Wednesday, 14 January 2015

GM rolls out its 2015 views on life

I last formally posted about General Motors six months ago (link here) and concluded there was an opportunity on a relative spread basis against its big peer Ford. That actually worked out quite nicely...with the spread compressing quite nicely between July and October (when I took the spread trade off).

So what about GM now?  Well since re-listed onto the US market around four years ago the share has had its ups and down...and today is not so far off its (re)float price: 

GM is in my thoughts today for two specific reasons.  The first relates to the publication of its forward looking guidance earlier today which had a couple of key observations: 

General Motors Co. (NYSE: GM) expects its total earnings before interest and tax (EBIT) adjusted and EBIT-adjusted margin to increase in 2015, compared to 2014, after adjusting 2014 for the impact of recall costs. The company also anticipates improved automotive results in all regions.

This outlook is based on modest global industry growth expected in 2015, which will result primarily from continued growth in China, Europe and the United States, and ongoing launches of key vehicles.

Nothing too controversial about this although in practical terms it means 10% operating margins in the US, a return to profitability in Europe and progress in China...all of which have some challenge elements to them. 

Take the US.  The second reason why GM is uppermost in my minds was just chart about per capita auto sales which looked at the data over a wonderfully long 40 year period.  

(you can find the whole post from here - well worth a read).  

Now in most industries such a per capita sales progression could be offset by the upgrading of product and selling prices...and clearly GM have that focus.  However the underpinnings in a high operational leverage business like the auto sector is not easy.  Check out the level of incentives for the company's US sales for example (in absolute or relative terms):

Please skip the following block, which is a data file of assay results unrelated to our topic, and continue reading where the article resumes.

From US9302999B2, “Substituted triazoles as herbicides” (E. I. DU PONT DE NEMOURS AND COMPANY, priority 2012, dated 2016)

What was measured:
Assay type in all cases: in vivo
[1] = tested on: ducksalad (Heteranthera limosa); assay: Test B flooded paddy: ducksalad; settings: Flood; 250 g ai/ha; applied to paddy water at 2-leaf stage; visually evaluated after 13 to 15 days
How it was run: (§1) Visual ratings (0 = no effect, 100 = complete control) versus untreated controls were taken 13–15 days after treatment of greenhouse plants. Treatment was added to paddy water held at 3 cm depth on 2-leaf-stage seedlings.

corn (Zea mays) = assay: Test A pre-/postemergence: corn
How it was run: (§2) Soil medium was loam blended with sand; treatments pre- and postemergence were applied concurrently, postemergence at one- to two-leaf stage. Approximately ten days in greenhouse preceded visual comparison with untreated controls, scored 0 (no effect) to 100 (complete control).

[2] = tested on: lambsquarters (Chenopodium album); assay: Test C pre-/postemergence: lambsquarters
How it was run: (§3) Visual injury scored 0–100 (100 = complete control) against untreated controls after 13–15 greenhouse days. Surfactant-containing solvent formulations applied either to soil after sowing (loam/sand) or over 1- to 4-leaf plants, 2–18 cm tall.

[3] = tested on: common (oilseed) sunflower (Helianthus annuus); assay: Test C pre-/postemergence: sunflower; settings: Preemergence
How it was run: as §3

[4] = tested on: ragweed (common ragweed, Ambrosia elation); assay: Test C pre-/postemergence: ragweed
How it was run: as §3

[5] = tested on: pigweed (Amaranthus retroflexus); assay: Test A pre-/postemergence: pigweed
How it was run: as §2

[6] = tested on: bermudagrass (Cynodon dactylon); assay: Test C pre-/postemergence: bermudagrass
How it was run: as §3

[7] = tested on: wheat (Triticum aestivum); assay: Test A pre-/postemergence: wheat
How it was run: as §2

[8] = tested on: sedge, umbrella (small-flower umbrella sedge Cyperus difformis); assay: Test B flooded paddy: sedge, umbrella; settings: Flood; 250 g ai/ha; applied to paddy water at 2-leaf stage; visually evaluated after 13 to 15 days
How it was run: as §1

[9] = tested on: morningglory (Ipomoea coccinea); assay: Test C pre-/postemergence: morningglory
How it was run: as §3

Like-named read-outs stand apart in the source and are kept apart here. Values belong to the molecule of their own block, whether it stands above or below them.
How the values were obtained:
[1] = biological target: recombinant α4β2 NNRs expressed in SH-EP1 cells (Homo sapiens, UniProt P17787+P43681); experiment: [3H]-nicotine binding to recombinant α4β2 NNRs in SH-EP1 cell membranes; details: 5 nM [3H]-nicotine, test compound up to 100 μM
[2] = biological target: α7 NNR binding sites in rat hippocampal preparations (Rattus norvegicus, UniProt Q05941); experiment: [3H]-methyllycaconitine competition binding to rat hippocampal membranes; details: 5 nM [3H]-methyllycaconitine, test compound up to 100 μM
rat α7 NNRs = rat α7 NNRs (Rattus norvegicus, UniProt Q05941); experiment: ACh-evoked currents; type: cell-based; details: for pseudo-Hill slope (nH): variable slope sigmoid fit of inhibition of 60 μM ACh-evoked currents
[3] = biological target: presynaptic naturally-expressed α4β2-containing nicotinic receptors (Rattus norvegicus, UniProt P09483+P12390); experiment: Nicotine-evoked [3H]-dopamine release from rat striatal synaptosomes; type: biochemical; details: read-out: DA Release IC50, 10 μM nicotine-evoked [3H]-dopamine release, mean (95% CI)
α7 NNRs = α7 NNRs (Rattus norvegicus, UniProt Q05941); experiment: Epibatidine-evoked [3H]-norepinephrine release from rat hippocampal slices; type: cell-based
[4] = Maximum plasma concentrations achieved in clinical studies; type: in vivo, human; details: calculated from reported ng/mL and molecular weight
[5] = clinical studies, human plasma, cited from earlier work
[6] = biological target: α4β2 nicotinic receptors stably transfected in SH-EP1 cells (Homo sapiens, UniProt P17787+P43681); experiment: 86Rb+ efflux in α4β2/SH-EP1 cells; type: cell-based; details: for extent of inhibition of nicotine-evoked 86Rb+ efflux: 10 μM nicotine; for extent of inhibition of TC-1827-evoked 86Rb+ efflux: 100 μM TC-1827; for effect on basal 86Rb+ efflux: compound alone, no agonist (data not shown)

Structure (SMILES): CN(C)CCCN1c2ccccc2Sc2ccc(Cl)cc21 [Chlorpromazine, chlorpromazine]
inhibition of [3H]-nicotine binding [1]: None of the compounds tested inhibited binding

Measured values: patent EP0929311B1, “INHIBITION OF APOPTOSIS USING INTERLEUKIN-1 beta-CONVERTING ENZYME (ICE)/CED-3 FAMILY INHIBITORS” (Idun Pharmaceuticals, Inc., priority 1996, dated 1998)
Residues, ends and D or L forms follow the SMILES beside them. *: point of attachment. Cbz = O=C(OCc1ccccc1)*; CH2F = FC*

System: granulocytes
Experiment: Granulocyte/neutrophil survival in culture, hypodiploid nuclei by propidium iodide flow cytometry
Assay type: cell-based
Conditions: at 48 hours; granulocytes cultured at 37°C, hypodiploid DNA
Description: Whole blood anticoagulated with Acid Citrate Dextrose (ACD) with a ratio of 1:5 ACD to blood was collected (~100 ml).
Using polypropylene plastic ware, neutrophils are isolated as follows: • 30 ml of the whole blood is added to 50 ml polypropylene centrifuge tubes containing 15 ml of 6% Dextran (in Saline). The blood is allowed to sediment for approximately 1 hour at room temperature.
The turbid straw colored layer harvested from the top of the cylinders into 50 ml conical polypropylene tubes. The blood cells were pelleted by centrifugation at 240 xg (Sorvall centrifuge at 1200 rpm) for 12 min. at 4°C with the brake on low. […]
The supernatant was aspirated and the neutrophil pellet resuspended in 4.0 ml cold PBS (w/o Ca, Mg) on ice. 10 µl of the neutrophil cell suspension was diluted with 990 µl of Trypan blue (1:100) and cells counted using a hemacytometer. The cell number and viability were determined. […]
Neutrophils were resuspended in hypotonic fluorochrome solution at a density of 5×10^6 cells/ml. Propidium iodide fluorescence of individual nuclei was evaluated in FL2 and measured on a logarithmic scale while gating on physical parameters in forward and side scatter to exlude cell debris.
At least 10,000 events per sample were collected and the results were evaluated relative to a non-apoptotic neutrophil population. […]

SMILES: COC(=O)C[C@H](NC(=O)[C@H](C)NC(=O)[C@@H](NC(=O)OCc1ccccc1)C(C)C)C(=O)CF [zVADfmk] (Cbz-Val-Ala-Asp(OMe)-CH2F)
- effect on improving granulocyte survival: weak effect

Profitability in Europe?  Not impossible...but not easy either in my view.  

And as for China, well this statistic alone shows the opportunity/influence...but also the threat from any slowdown: 

Of the 9.924 Million vehicles sold in 2014, 35% were sold in China, it's largest market.

The biggest potential positive though - and as per the link back in July when I instigated the long/short versus Ford in the first place - would be the reduction in influence of the recalls. Back these out...and the scope for US$10bn+ of ebit looks possible (which would put the company on around x7 ebit - not a terrible valuation).  

Of course there is the debt composition to worry about - but it was ever thus with GM.  At least they are upfront with its presentation so investors can track it.  

GM is not a 'must do' at the prevailing level - a c. x6 EV/ebit prospective ratio at/around US$30 would perhaps be closer to this.  It is however a share which gives investors trading scope.  Broadly speaking I think it is a US$30-40 range at the moment.  One to keep watching - more detailed numbers out later in the month.  

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